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Thanks BambiBoomZ

That was a wealth of knowledge and I know the performance wouldn't be great. I guess an analogy of what I'm trying to do is "keep the lights on in an old building AND maybe convert the incandescent bulbs to LED" to save some energy. LOL If I had time and money I'd do what you are saying and upgrade (swap out the actual fixture to integrated LED and maybe even add motion sensors too.  🙂

 

Thanks DGroves

I knew v2 CPU's work as I originally stated "I do see many E5 2v" in both the quick specs and posts. I also did many Google searches with one just being "HP z820 E5-2630L". However, almost every link I clicked had info for the regular 2630 v2 and not the "L" low power. I think I found one or two links which did have the "L" but the sites weren't the most reassuring (never heard of them). As far as HP updating their info, I guess I should have been "clearer" in saying HP should make it "clear" the different version motherboards and compatibility. I don't remember seeing MB versions in their docs (it's VERY likely I read it and forgot it since I've been reading/looking at a lot lately). In fact, the only reason I knew of the MB versions was by searching Google and HP forums. I did read MANY posts which is why I did say "thank you HP community" because I learned a lot in the last day reading all the posts and one of those lessons was the different MB and Boot Block date which is why prefaced my question with that info. 🙂

 

I'm also in the same boat with you in that "will a non listed cpu work? most likely". I was just posting and trying to find some reassurance. 🙂

 

Based on your advice and level of expertise, I am going to order the 2 CPUs and see how it goes. Hopefully I can get them and swap them out soon so I can post my findings that may be able to help someone else in the future.

 

I remember in my searches I found a couple of videos on youtube of someone swapping out a pair of CPUs and it seemed pretty straight forward. I also found and downloaded the Maintenance and Service Guide. It seems straightforward and like every other CPU swap I've done. However, if anyone has any "gotchas" let me know.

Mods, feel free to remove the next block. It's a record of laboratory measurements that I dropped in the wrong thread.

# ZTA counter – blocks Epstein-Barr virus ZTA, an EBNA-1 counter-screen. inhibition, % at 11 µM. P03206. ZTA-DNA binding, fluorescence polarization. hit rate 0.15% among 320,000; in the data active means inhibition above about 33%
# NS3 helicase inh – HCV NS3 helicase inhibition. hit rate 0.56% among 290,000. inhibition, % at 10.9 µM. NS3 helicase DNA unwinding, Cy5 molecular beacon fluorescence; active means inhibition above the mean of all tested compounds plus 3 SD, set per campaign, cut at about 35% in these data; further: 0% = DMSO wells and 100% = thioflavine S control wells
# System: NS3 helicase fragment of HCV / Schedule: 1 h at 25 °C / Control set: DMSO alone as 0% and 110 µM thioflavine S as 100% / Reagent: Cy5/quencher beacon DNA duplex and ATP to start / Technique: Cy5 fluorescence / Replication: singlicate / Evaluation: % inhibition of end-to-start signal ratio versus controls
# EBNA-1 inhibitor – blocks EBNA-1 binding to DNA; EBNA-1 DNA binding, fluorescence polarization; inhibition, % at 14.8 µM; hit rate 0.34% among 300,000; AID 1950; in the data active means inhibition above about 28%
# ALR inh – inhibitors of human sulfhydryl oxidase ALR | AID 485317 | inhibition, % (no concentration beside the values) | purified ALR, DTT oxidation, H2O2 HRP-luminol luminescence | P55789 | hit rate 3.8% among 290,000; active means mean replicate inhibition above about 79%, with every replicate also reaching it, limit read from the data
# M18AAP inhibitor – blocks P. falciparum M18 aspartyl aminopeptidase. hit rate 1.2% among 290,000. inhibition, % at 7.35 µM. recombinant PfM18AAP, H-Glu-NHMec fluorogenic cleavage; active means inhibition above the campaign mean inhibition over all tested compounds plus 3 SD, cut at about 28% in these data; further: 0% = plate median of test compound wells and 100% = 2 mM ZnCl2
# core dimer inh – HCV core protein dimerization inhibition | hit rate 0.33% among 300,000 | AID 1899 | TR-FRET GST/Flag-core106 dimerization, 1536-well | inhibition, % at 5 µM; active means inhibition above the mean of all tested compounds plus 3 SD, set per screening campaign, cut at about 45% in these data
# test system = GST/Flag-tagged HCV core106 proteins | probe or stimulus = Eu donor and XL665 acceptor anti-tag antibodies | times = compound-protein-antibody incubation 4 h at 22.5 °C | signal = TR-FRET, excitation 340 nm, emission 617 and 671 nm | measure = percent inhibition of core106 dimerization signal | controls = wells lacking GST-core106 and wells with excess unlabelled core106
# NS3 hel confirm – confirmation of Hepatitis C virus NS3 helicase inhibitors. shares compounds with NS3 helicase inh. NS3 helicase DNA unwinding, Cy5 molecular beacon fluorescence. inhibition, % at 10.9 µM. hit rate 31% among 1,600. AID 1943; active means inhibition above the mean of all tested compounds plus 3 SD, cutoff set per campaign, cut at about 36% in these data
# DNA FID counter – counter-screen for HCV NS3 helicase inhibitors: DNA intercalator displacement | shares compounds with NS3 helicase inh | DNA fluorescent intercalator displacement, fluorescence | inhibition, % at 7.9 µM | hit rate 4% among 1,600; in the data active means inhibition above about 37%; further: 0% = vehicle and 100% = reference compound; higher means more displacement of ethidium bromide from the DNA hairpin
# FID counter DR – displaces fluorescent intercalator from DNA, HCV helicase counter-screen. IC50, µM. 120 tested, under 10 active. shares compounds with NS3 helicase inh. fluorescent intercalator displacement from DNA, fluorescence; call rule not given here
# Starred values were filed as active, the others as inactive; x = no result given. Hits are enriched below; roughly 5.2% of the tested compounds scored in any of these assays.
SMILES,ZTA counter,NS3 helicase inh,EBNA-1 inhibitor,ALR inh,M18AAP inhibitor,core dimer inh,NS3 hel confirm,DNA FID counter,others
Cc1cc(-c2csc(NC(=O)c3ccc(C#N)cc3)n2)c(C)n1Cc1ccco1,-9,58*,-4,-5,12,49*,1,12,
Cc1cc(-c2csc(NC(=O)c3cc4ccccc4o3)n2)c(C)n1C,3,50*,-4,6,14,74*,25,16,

Thanks again to both of you.

 

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SDH
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You asked for added tips:

 

1.  Your BIOS is not the latest.  You want to update BIOS before a processor update to the latest to avoid painting yourself into a corner.  BIOS updates give you the latest HP-supplied microcode to allow the latest processors HP has certified to run.  It is no fun to have an old BIOS version in place while you are updating to a newer processor that your older BIOS knows nothing about.

 

2.  Updating BIOS has become somewhat more risky if you are running W10.  The old software for in-OS BIOS upgrade made by HP can perform poorly and brick your system... it was written for XP and W7.  Thus, take the time to learn how to update your BIOS from within BIOS.  That is built in to the BIOS and is being performed under the most primative OS (BIOS itself).  It is posted about in here many times.

 

3.  Thermal paste:  I have upgraded processors in many of these HP workstations.  My favorite thermal paste is Noctua NT-H1.  They have a 2 version and some others.  None of the newer ones spread as nicely as the NT-H1.  It has more than enough functionality, but Brian in the forum here (who overclocks) uses another version from another brand, and does very well with that also.